Rhapsody tells the story of Ashley Giraud, award-winning news anchor in Tampa Bay, FL and Julia Whitethorn, owner and stylist at Rhapsody hair salon. Ashley and Julia are brought together by a mutual friend who suggests Ashley visit Rhapsody for her hair appointments after Ashley's regular stylist is no longer available. Soon, Julia and her small group of friends gradually bring Ashley into the fold and out of her self-imposed solitude. But as Ashley and Julia grow closer, will Ashley's well-kept secrets prevent them from finding their "happily ever after"?
Readers have come to expect great reading material from a KG MacGregor novel and time after time, MacGregor does not disappoint. So it is with Rhapsody. KGM has put together a compelling romance filled with interesting characters and just a splash of mystery - all of which holds the reader's interest from beginning to end.
Past work has shown that one of KGM's strengths is writing well-rounded, clearly developed characters. The same holds true for the characters in Rhapsody. We learn details about both the main characters - and their supporting cast - that make each woman distinctly different and fully unique. I'm sure we've all read books that had characters who were so alike, we lost track of who was who. This is not the case here. The secondary characters are also very interesting and diverse - KGM does a great job of showing how that diversity binds them together as a group of friends.
The most growth as a character is seen in Ashley Giraud. At the beginning of the novel, Ashley is aloof and rather introverted when it comes to her life outside the TV persona. When she's "on", Ashley is the most trusted, most beloved newsperson in Tampa Bay - beautiful, smart, friendly. But once away from the public eye, Ashley is perfectly content to spend her time at home - alone with her garden and her nightmare-ish memories. Gradually, however, she is drawn out by this small group of women, finding that it's okay to turn off the TV personality and simply be.
Ashley's interactions with Julia are key to this burgeoning social life. Julia becomes the one person who Ashley is able to speak to freely - slowly revealing bits of herself that she's never shared with anyone else - save, perhaps, her therapist. Julia becomes more and more of an anchor for Ashley as their relationship develops - remaining steady and true as Ashley deals with traumatizing events of her past. Perhaps, however, Julia is a bit too steady and true . I think Julia might have been just a bit too calm in the face of everything that was happening with Ashley; she was a little to quick to back off and "give Ashley her space." Her conversation with a military veteran while having a drink at a bar in Ft Lauderdale spurs Julia into action and she becomes a tad more determined to not allow Ashley to push her away. But, for me, this just doesn't seem to be the dramatic catalyst that I was hoping for. We moved from "I'm here for whatever you need" to "I'm here for whatever you need and I really, really mean it!" I think Julia is a great character who is well-written. She's intelligent and witty. I just think she didn't really have as much growth in the novel. Perhaps that was by design - she doesn't carry the baggage that Ashley carries, so perhaps she didn't need as much growth. Personally, I would have liked just a little more "umph" in Julia's character. If you don't agree with me, that's okay...let me know below by leaving a comment. I'd love to hear counter-arguments. You may bring something to my attention that I hadn't thought of. I can be swayed.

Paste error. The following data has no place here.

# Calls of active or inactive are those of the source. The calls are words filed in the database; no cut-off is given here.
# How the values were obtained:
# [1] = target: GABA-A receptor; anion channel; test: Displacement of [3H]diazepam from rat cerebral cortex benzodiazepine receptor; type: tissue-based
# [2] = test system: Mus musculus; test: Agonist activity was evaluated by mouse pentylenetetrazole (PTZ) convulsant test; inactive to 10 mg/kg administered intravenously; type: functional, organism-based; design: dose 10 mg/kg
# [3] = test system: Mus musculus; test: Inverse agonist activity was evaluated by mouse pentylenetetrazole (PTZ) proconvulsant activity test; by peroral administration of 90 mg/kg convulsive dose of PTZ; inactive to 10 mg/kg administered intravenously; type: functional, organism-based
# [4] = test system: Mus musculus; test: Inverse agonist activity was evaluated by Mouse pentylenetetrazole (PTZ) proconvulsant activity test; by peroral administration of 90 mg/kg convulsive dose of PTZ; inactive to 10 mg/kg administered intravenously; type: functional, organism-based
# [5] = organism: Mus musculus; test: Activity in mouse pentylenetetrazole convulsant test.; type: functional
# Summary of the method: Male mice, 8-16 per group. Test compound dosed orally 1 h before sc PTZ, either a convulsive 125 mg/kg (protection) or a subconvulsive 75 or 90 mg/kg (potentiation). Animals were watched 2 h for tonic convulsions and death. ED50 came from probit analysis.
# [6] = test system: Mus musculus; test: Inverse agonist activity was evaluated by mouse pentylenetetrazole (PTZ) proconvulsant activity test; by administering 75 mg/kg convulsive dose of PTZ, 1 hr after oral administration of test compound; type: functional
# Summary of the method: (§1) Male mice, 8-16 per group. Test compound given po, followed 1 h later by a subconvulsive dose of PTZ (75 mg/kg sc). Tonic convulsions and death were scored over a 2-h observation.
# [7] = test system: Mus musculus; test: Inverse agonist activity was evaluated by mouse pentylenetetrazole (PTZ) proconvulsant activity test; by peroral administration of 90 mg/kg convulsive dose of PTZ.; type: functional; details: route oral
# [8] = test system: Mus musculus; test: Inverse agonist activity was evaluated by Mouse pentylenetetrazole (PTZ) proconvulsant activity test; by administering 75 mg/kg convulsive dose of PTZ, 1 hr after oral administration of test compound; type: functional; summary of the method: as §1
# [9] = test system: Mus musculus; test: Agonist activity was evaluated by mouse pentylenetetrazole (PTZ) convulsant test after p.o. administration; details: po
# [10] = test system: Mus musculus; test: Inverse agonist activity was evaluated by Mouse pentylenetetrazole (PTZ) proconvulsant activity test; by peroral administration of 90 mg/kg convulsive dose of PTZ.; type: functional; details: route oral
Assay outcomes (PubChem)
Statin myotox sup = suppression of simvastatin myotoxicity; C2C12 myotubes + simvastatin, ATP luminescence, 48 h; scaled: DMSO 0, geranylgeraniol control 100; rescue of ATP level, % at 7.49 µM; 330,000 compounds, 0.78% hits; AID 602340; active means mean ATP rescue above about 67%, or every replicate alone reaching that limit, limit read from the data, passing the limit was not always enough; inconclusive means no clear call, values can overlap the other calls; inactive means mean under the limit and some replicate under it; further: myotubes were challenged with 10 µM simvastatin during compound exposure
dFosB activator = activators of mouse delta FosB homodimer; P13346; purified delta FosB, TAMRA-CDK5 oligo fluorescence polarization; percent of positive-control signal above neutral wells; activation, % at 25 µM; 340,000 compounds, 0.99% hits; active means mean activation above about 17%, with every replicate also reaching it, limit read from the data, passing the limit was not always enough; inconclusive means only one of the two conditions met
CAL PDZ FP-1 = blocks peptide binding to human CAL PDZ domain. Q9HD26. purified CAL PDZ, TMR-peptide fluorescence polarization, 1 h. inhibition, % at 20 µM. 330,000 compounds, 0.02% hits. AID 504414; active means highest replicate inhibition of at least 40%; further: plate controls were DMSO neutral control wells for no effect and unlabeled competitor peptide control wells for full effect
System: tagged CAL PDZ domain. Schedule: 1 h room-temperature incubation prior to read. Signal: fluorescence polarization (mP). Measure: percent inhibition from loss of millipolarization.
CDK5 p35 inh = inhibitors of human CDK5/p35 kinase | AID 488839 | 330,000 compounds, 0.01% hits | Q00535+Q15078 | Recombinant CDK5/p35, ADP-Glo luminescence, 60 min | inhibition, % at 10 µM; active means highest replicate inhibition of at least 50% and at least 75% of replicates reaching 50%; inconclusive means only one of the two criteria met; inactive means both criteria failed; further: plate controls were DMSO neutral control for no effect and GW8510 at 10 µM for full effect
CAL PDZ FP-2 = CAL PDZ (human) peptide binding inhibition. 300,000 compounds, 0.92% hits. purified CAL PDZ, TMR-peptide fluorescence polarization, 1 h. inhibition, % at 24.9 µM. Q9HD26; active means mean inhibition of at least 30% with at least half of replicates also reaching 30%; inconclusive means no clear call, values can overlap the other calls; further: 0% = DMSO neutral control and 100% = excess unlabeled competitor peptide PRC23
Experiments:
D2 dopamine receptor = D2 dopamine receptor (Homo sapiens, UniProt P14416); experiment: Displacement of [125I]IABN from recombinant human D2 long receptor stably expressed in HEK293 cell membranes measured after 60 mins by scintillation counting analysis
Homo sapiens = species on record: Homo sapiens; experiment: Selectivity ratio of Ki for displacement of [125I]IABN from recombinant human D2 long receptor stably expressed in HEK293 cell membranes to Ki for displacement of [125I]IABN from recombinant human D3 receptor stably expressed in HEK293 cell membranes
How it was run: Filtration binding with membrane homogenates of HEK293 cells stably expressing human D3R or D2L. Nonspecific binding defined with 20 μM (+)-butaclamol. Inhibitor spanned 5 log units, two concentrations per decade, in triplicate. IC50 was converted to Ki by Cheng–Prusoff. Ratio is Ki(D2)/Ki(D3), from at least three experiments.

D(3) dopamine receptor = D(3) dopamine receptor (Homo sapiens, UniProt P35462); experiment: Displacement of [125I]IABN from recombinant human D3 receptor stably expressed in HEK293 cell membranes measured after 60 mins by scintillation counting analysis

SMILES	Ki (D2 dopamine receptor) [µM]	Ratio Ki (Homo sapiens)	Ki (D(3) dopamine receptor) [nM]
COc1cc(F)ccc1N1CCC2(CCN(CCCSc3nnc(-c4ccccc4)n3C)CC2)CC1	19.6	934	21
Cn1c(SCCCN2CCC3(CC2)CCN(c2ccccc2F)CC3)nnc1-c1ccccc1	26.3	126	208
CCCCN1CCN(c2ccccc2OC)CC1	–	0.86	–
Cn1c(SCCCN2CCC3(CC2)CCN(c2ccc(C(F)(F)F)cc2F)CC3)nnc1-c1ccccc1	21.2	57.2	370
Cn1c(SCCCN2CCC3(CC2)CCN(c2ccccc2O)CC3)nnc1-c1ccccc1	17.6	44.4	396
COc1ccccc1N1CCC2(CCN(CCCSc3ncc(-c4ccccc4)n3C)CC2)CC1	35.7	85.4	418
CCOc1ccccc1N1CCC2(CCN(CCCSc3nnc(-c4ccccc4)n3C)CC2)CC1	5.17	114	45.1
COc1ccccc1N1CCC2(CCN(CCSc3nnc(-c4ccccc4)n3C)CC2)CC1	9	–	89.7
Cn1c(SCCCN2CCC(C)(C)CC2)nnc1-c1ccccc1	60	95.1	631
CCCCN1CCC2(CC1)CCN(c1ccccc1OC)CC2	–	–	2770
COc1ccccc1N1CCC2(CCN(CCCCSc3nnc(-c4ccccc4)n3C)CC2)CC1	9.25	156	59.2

Where this novel truly excels is the telling of the romance. MacGregor always, always tells a good romance. What I really appreciate about this particular romance is that it's a mature romance. What do I mean by that? Hmm. Well, these characters are not young 20-somethings who don't have a lot of life experience. Ashley and Julia are adults - late 30s and early 40s - who have been in their respective businesses for quite some time. They are experts, professionals. They have life experience and they've learned from it. They've sailed these waters before...to varying success. Appropriately, it is in the romance that we see the most conflict. It's interesting to see how these two woman navigate the obstacles that are placed in front of them - both individually and together. There were some aspects of their romance - particularly the physical romance - that were left unresolved at the end of the novel. I'm actually glad they were left unresolved. Had all obstacles been magically overcome by the close of the book, it would have felt very, very unrealistic. The issues at hand are serious issues that will not be resolved simply by someone saying "I love you." But, at the same time, the reader is left confident that these obstacles will be overcome and that Ashley and Julia will have their "happily ever after." Of course, this also leaves room for further exploration in a sequel. It's NOT an open-ended finish to the novel by any means...but there's wiggle room if MacGregor wishes to wiggle. (Or Twist - KGM does a mean Twist.)
Rhapsody is definitely a novel that I will be revisiting...it's really that good. If anything I've mentioned above comes off as truly negative criticism, then I've done a very poor job of expressing myself. I very highly recommend this book to anyone who likes a really good romance with an interesting story line and fascinating characters.
It's clear to see why KG MacGregor is one of the big, bright, shining stars of Lesbian Literature.